August 1st, 2014 | Sterling
It’s Trust Or Bust For The Sharing Economy
The sharing economy has changed how we do business. It used to be that when you stayed out of town, you booked a room with a brand name national hotel chain. When you needed a ride, you simply called or hailed a taxi. Those days are fast disappearing as 39% of Americans participate in the sharing economy on some level and opt to buy or rent what they need from fellow consumers. Whether it’s AirBnb for a place to stay or Lyft for a ride to the airport, there has been a rapid shift to C2C style transactions. And the growth doesn’t stop there; 48% of the most active sharing group falls between the ages of 18 and 34 years old. Proponents argue that this is the commercial model of the future – it’s more cost efficient and environmentally-friendly. But the looming question from skeptics – is it safe?
For those who hesitate to jump on the what’s mine is yours bandwagon, it often comes down to an issue of trust. How can you trust a complete stranger? As you hop into the passenger seat beside a driver who you’ve never met before, you don’t know if they have a valid license or insurance. If you’re renting a room for a few nights or surfing the couch of a complete stranger that you met online, how do you know that they aren’t going to rob you blind – or worse? It’s a valid concern and companies in the emerging peer-to-peer sharing industry are challenged with putting their consumers at ease. Things like user reviews and ratings – a tactic used with success by eBay – start to build trust in the network but this can take time. And unlike eBay, a user review may not offer enough security to get into a car with a stranger.
One idea is for peer-to-peer sharing platforms to engage in some sharing activities themselves. Many consumers would like to see these platforms work together by sharing their data, specifically relating to banned users, complaints, reviews, and ratings. A centralized system could result in every sharing economy participant having a FICO-like score associated with their performance. Consumers could go to one place to find out if the person they are renting goods or services from has a good reputation across all of their sharing transactions. Unfortunately, the companies offering these platforms are self-admittedly young and in the middle of an aggressive growth spurt. Most are not interested in sharing data with competitors.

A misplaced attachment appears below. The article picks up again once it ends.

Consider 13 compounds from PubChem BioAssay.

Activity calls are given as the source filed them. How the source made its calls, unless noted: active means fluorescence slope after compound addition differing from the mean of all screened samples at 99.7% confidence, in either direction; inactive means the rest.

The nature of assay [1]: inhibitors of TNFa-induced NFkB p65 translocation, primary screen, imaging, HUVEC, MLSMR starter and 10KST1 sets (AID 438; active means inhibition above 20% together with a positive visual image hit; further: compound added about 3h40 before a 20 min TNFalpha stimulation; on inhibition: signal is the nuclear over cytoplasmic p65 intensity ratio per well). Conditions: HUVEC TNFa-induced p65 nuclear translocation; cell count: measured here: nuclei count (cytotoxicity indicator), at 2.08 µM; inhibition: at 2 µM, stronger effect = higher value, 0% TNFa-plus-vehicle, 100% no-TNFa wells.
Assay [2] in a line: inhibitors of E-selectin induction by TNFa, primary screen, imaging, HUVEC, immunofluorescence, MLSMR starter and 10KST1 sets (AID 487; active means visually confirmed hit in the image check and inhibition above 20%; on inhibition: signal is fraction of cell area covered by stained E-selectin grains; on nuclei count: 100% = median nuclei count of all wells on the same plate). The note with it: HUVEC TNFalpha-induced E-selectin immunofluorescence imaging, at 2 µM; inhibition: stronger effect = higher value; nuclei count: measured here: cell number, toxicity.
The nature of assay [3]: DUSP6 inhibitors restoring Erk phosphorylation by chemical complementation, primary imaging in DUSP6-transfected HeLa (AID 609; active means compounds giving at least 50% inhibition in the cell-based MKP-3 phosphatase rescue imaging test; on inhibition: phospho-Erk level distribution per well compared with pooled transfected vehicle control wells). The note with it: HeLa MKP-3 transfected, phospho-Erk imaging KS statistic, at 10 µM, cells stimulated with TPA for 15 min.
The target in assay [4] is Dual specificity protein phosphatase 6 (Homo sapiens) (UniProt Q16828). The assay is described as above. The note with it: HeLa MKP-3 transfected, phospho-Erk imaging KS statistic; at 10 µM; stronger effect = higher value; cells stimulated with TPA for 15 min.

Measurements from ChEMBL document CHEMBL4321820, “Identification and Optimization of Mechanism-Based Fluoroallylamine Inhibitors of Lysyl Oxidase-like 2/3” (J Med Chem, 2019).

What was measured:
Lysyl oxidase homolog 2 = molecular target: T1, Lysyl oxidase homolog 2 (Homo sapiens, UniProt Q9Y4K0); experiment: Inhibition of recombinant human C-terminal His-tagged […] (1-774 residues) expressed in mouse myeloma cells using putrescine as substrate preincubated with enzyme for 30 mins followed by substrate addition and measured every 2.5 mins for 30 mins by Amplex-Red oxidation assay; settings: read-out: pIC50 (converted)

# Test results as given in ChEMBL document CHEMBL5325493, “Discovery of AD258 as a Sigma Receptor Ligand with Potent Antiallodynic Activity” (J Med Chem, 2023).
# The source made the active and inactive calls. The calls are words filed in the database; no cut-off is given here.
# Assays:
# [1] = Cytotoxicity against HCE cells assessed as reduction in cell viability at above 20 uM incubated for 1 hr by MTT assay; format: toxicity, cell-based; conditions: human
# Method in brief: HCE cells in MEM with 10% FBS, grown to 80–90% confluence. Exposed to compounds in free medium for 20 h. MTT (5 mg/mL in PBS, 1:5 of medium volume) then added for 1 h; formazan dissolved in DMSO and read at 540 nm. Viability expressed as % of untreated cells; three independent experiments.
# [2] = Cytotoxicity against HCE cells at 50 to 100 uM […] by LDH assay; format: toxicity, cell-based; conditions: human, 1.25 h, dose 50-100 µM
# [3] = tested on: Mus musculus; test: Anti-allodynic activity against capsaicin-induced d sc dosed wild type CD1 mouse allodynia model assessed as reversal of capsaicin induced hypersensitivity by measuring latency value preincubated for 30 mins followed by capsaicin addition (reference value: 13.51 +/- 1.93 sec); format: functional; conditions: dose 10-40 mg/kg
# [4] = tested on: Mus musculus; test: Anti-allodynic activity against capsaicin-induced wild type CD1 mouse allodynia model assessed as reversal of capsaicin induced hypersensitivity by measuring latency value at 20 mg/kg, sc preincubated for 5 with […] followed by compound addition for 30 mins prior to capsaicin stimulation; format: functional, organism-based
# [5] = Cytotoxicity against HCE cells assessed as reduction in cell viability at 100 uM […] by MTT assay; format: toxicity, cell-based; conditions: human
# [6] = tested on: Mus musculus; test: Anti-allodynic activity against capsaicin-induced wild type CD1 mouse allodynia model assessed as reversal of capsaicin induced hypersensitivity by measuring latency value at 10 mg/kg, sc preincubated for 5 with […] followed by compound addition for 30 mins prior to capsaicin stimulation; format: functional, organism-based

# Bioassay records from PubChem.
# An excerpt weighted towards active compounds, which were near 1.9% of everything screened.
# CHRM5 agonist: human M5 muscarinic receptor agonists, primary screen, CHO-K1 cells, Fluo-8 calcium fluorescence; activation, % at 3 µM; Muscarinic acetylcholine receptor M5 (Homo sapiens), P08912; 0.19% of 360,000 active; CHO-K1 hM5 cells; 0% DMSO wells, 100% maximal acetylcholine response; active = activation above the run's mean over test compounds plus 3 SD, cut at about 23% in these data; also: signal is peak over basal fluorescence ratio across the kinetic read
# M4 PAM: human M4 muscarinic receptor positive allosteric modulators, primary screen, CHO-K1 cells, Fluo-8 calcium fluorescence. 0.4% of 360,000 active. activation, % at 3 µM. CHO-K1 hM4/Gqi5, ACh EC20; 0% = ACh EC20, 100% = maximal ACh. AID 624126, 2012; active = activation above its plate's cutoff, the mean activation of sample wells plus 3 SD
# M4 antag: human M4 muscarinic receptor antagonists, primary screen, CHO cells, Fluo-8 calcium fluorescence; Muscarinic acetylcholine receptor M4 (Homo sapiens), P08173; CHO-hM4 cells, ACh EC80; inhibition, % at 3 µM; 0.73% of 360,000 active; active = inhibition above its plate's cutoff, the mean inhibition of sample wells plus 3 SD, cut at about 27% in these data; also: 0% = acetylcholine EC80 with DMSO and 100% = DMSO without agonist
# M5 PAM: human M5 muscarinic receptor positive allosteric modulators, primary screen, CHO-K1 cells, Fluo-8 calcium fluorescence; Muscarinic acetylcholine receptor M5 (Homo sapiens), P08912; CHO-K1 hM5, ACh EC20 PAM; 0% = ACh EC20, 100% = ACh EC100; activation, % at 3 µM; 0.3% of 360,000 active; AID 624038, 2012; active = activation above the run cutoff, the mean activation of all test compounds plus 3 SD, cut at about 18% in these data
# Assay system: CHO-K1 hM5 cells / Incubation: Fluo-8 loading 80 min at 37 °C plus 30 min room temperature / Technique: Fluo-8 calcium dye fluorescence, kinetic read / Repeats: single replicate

Lawmakers across the country are starting to weigh in and offer regulatory proposals to create greater trust in the sharing economy. In May, the Chicago City Council passed an ordinance making it mandatory for drivers participating in ride-sharing to undergo drug testing and background checks. For drivers working more than 20 hours per week, they will need to obtain a chauffeur’s license.
Background checks are one easy way that the sharing economy can build trust within their network of providers and users. Third party background screening companies provide an established method for validating the criminal history, driving record and even drug use of a person who might be driving you to the airport. It’s already fairly common practice for contractors, health care providers and other home-based service providers to undergo a background check first before entering your home. Trust is the best currency to boost our new sharing economy.
SterlingBackcheck provides background checking services that make the sharing economy a safer place to buy or borrow from other consumers. Whether it’s ride sharing, a place to say, or household services, the peace of mind provided by a background screen is well worth the cost.
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